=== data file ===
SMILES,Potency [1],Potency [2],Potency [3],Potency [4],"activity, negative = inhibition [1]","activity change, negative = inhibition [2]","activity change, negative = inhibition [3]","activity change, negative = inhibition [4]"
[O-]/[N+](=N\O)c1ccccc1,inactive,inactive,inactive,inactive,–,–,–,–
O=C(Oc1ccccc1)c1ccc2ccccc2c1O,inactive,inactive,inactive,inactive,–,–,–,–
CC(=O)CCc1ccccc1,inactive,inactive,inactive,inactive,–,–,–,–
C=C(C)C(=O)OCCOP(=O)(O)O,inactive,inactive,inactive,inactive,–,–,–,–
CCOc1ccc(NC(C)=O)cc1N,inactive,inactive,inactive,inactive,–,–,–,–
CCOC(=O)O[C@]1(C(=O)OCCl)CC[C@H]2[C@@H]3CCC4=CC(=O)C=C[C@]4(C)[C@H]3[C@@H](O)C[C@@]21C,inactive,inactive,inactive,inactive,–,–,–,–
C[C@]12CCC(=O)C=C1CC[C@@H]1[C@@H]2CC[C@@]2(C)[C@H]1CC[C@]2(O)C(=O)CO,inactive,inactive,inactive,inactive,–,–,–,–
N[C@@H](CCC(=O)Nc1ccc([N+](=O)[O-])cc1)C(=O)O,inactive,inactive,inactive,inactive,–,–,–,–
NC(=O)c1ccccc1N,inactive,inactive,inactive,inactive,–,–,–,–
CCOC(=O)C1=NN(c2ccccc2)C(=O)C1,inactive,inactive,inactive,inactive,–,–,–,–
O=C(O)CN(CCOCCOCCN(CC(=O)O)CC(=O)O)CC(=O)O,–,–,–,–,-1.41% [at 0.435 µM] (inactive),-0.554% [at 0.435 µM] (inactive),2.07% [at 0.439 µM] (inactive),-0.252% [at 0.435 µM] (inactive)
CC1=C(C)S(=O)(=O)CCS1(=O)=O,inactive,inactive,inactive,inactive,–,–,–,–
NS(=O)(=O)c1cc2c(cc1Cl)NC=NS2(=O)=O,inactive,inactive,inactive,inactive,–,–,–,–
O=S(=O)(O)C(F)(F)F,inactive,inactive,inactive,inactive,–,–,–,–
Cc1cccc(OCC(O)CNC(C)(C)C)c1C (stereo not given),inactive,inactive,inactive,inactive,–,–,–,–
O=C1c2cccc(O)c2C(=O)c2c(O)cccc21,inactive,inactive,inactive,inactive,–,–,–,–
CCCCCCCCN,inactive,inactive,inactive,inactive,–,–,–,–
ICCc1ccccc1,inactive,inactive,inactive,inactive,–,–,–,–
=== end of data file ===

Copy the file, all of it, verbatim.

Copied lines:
SMILES,Potency [1],Potency [2],Potency [3],Potency [4],"activity, negative = inhibition [1]","activity change, negative = inhibition [2]","activity change, negative = inhibition [3]","activity change, negative = inhibition [4]"
[O-]/[N+](=N\O)c1ccccc1,inactive,inactive,inactive,inactive,–,–,–,–
O=C(Oc1ccccc1)c1ccc2ccccc2c1O,inactive,inactive,inactive,inactive,–,–,–,–
CC(=O)CCc1ccccc1,inactive,inactive,inactive,inactive,–,–,–,–
C=C(C)C(=O)OCCOP(=O)(O)O,inactive,inactive,inactive,inactive,–,–,–,–
CCOc1ccc(NC(C)=O)cc1N,inactive,inactive,inactive,inactive,–,–,–,–
CCOC(=O)O[C@]1(C(=O)OCCl)CC[C@H]2[C@@H]3CCC4=CC(=O)C=C[C@]4(C)[C@H]3[C@@H](O)C[C@@]21C,inactive,inactive,inactive,inactive,–,–,–,–
C[C@]12CCC(=O)C=C1CC[C@@H]1[C@@H]2CC[C@@]2(C)[C@H]1CC[C@]2(O)C(=O)CO,inactive,inactive,inactive,inactive,–,–,–,–
N[C@@H](CCC(=O)Nc1ccc([N+](=O)[O-])cc1)C(=O)O,inactive,inactive,inactive,inactive,–,–,–,–
NC(=O)c1ccccc1N,inactive,inactive,inactive,inactive,–,–,–,–
CCOC(=O)C1=NN(c2ccccc2)C(=O)C1,inactive,inactive,inactive,inactive,–,–,–,–
O=C(O)CN(CCOCCOCCN(CC(=O)O)CC(=O)O)CC(=O)O,–,–,–,–,-1.41% [at 0.435 µM] (inactive),-0.554% [at 0.435 µM] (inactive),2.07% [at 0.439 µM] (inactive),-0.252% [at 0.435 µM] (inactive)
CC1=C(C)S(=O)(=O)CCS1(=O)=O,inactive,inactive,inactive,inactive,–,–,–,–
NS(=O)(=O)c1cc2c(cc1Cl)NC=NS2(=O)=O,inactive,inactive,inactive,inactive,–,–,–,–
O=S(=O)(O)C(F)(F)F,inactive,inactive,inactive,inactive,–,–,–,–
Cc1cccc(OCC(O)CNC(C)(C)C)c1C (stereo not given),inactive,inactive,inactive,inactive,–,–,–,–
O=C1c2cccc(O)c2C(=O)c2c(O)cccc21,inactive,inactive,inactive,inactive,–,–,–,–
CCCCCCCCN,inactive,inactive,inactive,inactive,–,–,–,–
ICCc1ccccc1,inactive,inactive,inactive,inactive,–,–,–,–